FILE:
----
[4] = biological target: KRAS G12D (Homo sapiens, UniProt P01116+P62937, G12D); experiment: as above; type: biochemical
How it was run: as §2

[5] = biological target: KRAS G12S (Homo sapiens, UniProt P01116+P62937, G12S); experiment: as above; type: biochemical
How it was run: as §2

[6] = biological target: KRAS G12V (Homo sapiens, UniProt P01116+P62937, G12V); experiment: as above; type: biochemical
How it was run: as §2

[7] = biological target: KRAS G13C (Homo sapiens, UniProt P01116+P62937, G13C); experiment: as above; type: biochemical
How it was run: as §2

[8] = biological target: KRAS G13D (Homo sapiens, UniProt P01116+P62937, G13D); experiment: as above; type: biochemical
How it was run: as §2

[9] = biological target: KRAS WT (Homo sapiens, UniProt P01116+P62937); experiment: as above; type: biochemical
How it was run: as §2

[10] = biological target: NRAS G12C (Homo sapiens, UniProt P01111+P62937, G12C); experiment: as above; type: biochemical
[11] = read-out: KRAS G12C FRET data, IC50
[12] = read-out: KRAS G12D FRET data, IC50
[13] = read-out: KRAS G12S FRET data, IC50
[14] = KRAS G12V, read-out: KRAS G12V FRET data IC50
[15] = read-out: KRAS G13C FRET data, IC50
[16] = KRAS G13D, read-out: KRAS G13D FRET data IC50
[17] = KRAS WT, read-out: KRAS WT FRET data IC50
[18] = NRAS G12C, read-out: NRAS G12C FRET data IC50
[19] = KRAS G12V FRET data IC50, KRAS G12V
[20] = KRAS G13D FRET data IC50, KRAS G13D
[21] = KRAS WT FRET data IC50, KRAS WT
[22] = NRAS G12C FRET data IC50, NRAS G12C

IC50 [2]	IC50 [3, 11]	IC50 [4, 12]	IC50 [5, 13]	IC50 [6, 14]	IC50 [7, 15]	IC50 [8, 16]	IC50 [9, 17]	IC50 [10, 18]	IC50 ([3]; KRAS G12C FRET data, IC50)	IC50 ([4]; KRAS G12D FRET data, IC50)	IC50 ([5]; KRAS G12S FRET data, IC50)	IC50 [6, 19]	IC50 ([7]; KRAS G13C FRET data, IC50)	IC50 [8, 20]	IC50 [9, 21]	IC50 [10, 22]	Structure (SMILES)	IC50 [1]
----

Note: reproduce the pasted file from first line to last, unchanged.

[4] = biological target: KRAS G12D (Homo sapiens, UniProt P01116+P62937, G12D); experiment: as above; type: biochemical
How it was run: as §2

[5] = biological target: KRAS G12S (Homo sapiens, UniProt P01116+P62937, G12S); experiment: as above; type: biochemical
How it was run: as §2

[6] = biological target: KRAS G12V (Homo sapiens, UniProt P01116+P62937, G12V); experiment: as above; type: biochemical
How it was run: as §2

[7] = biological target: KRAS G13C (Homo sapiens, UniProt P01116+P62937, G13C); experiment: as above; type: biochemical
How it was run: as §2

[8] = biological target: KRAS G13D (Homo sapiens, UniProt P01116+P62937, G13D); experiment: as above; type: biochemical
How it was run: as §2

[9] = biological target: KRAS WT (Homo sapiens, UniProt P01116+P62937); experiment: as above; type: biochemical
How it was run: as §2

[10] = biological target: NRAS G12C (Homo sapiens, UniProt P01111+P62937, G12C); experiment: as above; type: biochemical
[11] = read-out: KRAS G12C FRET data, IC50
[12] = read-out: KRAS G12D FRET data, IC50
[13] = read-out: KRAS G12S FRET data, IC50
[14] = KRAS G12V, read-out: KRAS G12V FRET data IC50
[15] = read-out: KRAS G13C FRET data, IC50
[16] = KRAS G13D, read-out: KRAS G13D FRET data IC50
[17] = KRAS WT, read-out: KRAS WT FRET data IC50
[18] = NRAS G12C, read-out: NRAS G12C FRET data IC50
[19] = KRAS G12V FRET data IC50, KRAS G12V
[20] = KRAS G13D FRET data IC50, KRAS G13D
[21] = KRAS WT FRET data IC50, KRAS WT
[22] = NRAS G12C FRET data IC50, NRAS G12C

IC50 [2]	IC50 [3, 11]	IC50 [4, 12]	IC50 [5, 13]	IC50 [6, 14]	IC50 [7, 15]	IC50 [8, 16]	IC50 [9, 17]	IC50 [10, 18]	IC50 ([3]; KRAS G12C FRET data, IC50)	IC50 ([4]; KRAS G12D FRET data, IC50)	IC50 ([5]; KRAS G12S FRET data, IC50)	IC50 [6, 19]	IC50 ([7]; KRAS G13C FRET data, IC50)	IC50 [8, 20]	IC50 [9, 21]	IC50 [10, 22]	Structure (SMILES)	IC50 [1]